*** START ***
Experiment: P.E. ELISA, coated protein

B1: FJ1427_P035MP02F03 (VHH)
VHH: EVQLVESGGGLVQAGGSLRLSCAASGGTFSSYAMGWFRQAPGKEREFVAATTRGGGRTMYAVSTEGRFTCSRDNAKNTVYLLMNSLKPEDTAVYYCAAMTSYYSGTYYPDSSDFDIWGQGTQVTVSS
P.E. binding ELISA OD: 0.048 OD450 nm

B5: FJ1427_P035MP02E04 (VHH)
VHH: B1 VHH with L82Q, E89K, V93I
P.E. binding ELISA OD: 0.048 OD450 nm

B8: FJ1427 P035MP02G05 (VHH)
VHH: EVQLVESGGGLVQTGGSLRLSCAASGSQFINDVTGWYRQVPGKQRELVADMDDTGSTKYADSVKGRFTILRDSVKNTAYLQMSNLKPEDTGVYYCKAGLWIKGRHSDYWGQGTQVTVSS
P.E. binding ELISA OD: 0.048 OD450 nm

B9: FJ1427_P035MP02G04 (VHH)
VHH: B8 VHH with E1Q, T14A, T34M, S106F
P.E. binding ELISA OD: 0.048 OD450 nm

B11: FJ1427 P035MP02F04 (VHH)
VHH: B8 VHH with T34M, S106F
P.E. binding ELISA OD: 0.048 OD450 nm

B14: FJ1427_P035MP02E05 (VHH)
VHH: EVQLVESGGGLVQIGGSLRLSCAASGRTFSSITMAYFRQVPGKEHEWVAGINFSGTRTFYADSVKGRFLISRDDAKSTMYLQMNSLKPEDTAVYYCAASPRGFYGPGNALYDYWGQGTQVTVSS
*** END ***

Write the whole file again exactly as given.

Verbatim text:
Experiment: P.E. ELISA, coated protein

B1: FJ1427_P035MP02F03 (VHH)
VHH: EVQLVESGGGLVQAGGSLRLSCAASGGTFSSYAMGWFRQAPGKEREFVAATTRGGGRTMYAVSTEGRFTCSRDNAKNTVYLLMNSLKPEDTAVYYCAAMTSYYSGTYYPDSSDFDIWGQGTQVTVSS
P.E. binding ELISA OD: 0.048 OD450 nm

B5: FJ1427_P035MP02E04 (VHH)
VHH: B1 VHH with L82Q, E89K, V93I
P.E. binding ELISA OD: 0.048 OD450 nm

B8: FJ1427 P035MP02G05 (VHH)
VHH: EVQLVESGGGLVQTGGSLRLSCAASGSQFINDVTGWYRQVPGKQRELVADMDDTGSTKYADSVKGRFTILRDSVKNTAYLQMSNLKPEDTGVYYCKAGLWIKGRHSDYWGQGTQVTVSS
P.E. binding ELISA OD: 0.048 OD450 nm

B9: FJ1427_P035MP02G04 (VHH)
VHH: B8 VHH with E1Q, T14A, T34M, S106F
P.E. binding ELISA OD: 0.048 OD450 nm

B11: FJ1427 P035MP02F04 (VHH)
VHH: B8 VHH with T34M, S106F
P.E. binding ELISA OD: 0.048 OD450 nm

B14: FJ1427_P035MP02E05 (VHH)
VHH: EVQLVESGGGLVQIGGSLRLSCAASGRTFSSITMAYFRQVPGKEHEWVAGINFSGTRTFYADSVKGRFLISRDDAKSTMYLQMNSLKPEDTAVYYCAASPRGFYGPGNALYDYWGQGTQVTVSS